Dr. Thinles Dorje concludes:
Soon after the dance, with the effigy now dismembered, the vajramaster, in a state of deity visualization, comes forward to the mandala platform to receive permission from the Earth Goddess for the creation of the sand mandala, The body parts are placed at geometric points around the edge of the mandala.
The Accomplishment of Mani ritual ceremony has three parts: preliminary, actual, and concluding. For seven days, 14 hours of ritual practice each day are devoted to the Accomplishment of Mani rituals. Preliminary rituals consist of offering torma and making requests to the deities for protection. Concluding rituals involve the destruction of the mandala.
The actual ritual includes the purification of the ritual space (Tib: bsangs), and the invocation of transcendental and local deities (Tib: spyang.drangs). It includes the offering of place (Tib: bzugs.pa), the offering of seven substances(Tib: mchod.pa), of praise (Tib: bstod.pa), of supplication (Tib: phrin.las bcol.ba), and the recitation of mantra in the course of meditation (Tib: bzlas.pa). The Obstacle Clearing ritual is repeated every day.
1. Asking the Earth Goddess for permission to use the land to make a protective space.
2. Procession into the Puja Hall with instruments: jali (oboe), drums, bells, and cymbals.
3. Chanted puja accompanied by music of cymbals and thigh-bone trumpet.
4. The vajramaster traces the “tantric template of dismemberment” over the effigy. A vajra and a three-sided/bladed dagger, phurba, is used.
5. The effigy is placed on a square altar that is also the platform upon which a sand mandala will be created.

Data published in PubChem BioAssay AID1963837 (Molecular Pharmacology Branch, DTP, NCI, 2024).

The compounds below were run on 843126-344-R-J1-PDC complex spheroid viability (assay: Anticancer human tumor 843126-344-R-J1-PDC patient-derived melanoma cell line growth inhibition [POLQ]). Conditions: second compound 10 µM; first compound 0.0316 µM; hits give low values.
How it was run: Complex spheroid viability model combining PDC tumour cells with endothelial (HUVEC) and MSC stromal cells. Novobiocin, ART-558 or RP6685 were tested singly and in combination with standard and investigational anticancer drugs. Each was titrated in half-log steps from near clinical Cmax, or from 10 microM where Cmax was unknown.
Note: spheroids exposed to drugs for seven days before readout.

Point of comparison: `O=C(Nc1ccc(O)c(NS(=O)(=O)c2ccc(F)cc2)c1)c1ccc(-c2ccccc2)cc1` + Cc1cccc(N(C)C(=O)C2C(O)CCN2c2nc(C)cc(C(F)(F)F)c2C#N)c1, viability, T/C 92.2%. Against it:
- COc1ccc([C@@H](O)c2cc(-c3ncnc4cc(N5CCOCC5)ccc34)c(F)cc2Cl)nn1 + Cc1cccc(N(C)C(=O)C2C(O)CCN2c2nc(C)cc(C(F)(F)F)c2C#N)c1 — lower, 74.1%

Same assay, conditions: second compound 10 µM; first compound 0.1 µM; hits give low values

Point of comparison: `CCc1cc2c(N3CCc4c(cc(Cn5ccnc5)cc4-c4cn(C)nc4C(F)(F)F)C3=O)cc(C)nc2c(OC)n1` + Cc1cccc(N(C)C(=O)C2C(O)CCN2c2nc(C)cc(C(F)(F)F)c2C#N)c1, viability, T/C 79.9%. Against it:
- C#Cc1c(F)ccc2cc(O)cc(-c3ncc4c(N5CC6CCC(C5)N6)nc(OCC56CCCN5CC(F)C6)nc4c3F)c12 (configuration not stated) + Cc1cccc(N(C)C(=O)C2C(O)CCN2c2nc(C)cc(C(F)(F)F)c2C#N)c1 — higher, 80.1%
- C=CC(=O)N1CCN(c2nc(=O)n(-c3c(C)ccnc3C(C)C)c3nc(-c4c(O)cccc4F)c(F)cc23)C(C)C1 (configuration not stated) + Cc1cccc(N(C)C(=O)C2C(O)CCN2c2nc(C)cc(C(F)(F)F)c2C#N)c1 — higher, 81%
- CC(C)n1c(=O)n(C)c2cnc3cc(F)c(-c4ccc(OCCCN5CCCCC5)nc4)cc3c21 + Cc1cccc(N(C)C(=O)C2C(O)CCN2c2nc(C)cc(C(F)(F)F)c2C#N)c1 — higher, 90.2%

6. Black and white Dralging, a dance for two dancers, black and white ging. It begins with music by human thighbone trumpets.
7. Dance with chants, drums, cymbals, and bells on the dancers’ feet. Dance is a generator and conduit of ritual energy moving into another dimension. Dance defines and holds the ritual gestalt.
8. Dancers dismember the ritual effigy with their short curved swords, using tantric sword strokes, carrying out the actions of the vajramaster.
9. Exit dance: supernatural beings return to rarified realms in a pattern of repeating retreat. The dance concludes with conch shell horns.
10. The vajramaster, in state of visualization, approaches the mandala platform. Bowls of colored sand are brought, accompanied by chanting and bells.
11. The vajramaster instructs acolytes to place dismembered body parts at geometric points along the edge of the mandala.
12. The vajramaster measures the template for the design and diagram of the mandala.
13. The vajramaster inscribes each cup of colored sand with a tantric syllable written with his vajra in the sand: Om, Hum, Tram, Hrih, Ah.
14. A string is stretched across the center of the mandala between the lama and an acolyte, establishing lines and measurements of the mandala drawing. This string is then gathered, wrapped around the vajramaster’s vajra.
15. The vajramaster begins placing each of four colored sands onto the mandala itself, initiating its actualization. Finally, a bowl is placed upside-down over a small mound of sand placed at the mandala’s center. The vajra with the string spooled around it, is placed atop the bowl.
This is the end of the Obstacle Clearing ritual.
With thanks to Dorje Lopon Shedup Jigmed, and the monks of Dorje Drak.
Thanks to Jonathan Greet and Dr. Thinles Dorje.
Special thanks to Barbara Kipper.
Core of Culture aspires to share authoritative presentations of Buddhist dances and rituals. In this complex study, we apologize for whatever errors there might be, they are surely our own. Core of Culture was given permission by the monastery to publish this writing, and these photos and video of their ritual, with their blessing.